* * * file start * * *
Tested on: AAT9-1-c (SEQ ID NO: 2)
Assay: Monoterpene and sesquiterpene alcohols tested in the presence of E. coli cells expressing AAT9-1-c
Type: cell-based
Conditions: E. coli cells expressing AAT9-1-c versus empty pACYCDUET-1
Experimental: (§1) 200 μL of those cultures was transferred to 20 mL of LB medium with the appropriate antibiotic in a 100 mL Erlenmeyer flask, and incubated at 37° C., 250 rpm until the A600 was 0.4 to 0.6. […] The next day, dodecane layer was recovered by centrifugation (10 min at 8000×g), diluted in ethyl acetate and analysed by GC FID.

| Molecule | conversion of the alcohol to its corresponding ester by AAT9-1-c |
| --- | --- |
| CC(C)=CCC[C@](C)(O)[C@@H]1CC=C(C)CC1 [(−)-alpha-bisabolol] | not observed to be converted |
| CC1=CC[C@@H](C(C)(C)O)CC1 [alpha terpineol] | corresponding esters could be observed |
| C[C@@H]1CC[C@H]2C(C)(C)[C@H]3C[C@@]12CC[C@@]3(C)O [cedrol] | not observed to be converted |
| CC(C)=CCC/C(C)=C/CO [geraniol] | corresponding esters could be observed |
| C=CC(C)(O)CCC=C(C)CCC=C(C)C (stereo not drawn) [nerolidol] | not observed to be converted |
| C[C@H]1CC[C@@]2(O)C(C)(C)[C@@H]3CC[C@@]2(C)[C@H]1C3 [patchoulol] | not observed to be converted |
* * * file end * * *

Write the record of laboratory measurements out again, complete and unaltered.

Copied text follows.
Tested on: AAT9-1-c (SEQ ID NO: 2)
Assay: Monoterpene and sesquiterpene alcohols tested in the presence of E. coli cells expressing AAT9-1-c
Type: cell-based
Conditions: E. coli cells expressing AAT9-1-c versus empty pACYCDUET-1
Experimental: (§1) 200 μL of those cultures was transferred to 20 mL of LB medium with the appropriate antibiotic in a 100 mL Erlenmeyer flask, and incubated at 37° C., 250 rpm until the A600 was 0.4 to 0.6. […] The next day, dodecane layer was recovered by centrifugation (10 min at 8000×g), diluted in ethyl acetate and analysed by GC FID.

| Molecule | conversion of the alcohol to its corresponding ester by AAT9-1-c |
| --- | --- |
| CC(C)=CCC[C@](C)(O)[C@@H]1CC=C(C)CC1 [(−)-alpha-bisabolol] | not observed to be converted |
| CC1=CC[C@@H](C(C)(C)O)CC1 [alpha terpineol] | corresponding esters could be observed |
| C[C@@H]1CC[C@H]2C(C)(C)[C@H]3C[C@@]12CC[C@@]3(C)O [cedrol] | not observed to be converted |
| CC(C)=CCC/C(C)=C/CO [geraniol] | corresponding esters could be observed |
| C=CC(C)(O)CCC=C(C)CCC=C(C)C (stereo not drawn) [nerolidol] | not observed to be converted |
| C[C@H]1CC[C@@]2(O)C(C)(C)[C@@H]3CC[C@@]2(C)[C@H]1C3 [patchoulol] | not observed to be converted |